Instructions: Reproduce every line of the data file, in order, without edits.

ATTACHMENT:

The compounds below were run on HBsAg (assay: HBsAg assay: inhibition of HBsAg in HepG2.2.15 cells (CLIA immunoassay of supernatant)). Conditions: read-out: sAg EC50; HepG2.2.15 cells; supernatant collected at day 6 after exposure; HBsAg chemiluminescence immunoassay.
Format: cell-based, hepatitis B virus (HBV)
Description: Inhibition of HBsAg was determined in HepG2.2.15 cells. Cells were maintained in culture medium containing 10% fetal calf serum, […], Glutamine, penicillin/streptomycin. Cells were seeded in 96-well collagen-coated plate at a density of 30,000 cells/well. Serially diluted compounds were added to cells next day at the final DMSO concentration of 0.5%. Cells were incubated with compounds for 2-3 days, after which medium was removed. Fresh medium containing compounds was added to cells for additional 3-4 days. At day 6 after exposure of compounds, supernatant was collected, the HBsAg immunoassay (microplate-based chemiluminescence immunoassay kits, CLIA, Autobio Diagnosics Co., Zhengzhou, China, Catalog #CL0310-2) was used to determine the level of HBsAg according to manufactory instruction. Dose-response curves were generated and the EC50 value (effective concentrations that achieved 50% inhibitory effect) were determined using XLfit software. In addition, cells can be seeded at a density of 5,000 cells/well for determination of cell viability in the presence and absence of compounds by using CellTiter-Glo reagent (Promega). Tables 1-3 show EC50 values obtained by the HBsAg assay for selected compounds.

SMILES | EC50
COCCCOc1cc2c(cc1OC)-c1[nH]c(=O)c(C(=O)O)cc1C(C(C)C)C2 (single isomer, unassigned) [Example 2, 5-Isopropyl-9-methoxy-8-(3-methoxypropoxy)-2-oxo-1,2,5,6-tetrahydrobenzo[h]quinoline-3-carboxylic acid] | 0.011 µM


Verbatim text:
The compounds below were run on HBsAg (assay: HBsAg assay: inhibition of HBsAg in HepG2.2.15 cells (CLIA immunoassay of supernatant)). Conditions: read-out: sAg EC50; HepG2.2.15 cells; supernatant collected at day 6 after exposure; HBsAg chemiluminescence immunoassay.
Format: cell-based, hepatitis B virus (HBV)
Description: Inhibition of HBsAg was determined in HepG2.2.15 cells. Cells were maintained in culture medium containing 10% fetal calf serum, […], Glutamine, penicillin/streptomycin. Cells were seeded in 96-well collagen-coated plate at a density of 30,000 cells/well. Serially diluted compounds were added to cells next day at the final DMSO concentration of 0.5%. Cells were incubated with compounds for 2-3 days, after which medium was removed. Fresh medium containing compounds was added to cells for additional 3-4 days. At day 6 after exposure of compounds, supernatant was collected, the HBsAg immunoassay (microplate-based chemiluminescence immunoassay kits, CLIA, Autobio Diagnosics Co., Zhengzhou, China, Catalog #CL0310-2) was used to determine the level of HBsAg according to manufactory instruction. Dose-response curves were generated and the EC50 value (effective concentrations that achieved 50% inhibitory effect) were determined using XLfit software. In addition, cells can be seeded at a density of 5,000 cells/well for determination of cell viability in the presence and absence of compounds by using CellTiter-Glo reagent (Promega). Tables 1-3 show EC50 values obtained by the HBsAg assay for selected compounds.

SMILES | EC50
COCCCOc1cc2c(cc1OC)-c1[nH]c(=O)c(C(=O)O)cc1C(C(C)C)C2 (single isomer, unassigned) [Example 2, 5-Isopropyl-9-methoxy-8-(3-methoxypropoxy)-2-oxo-1,2,5,6-tetrahydrobenzo[h]quinoline-3-carboxylic acid] | 0.011 µM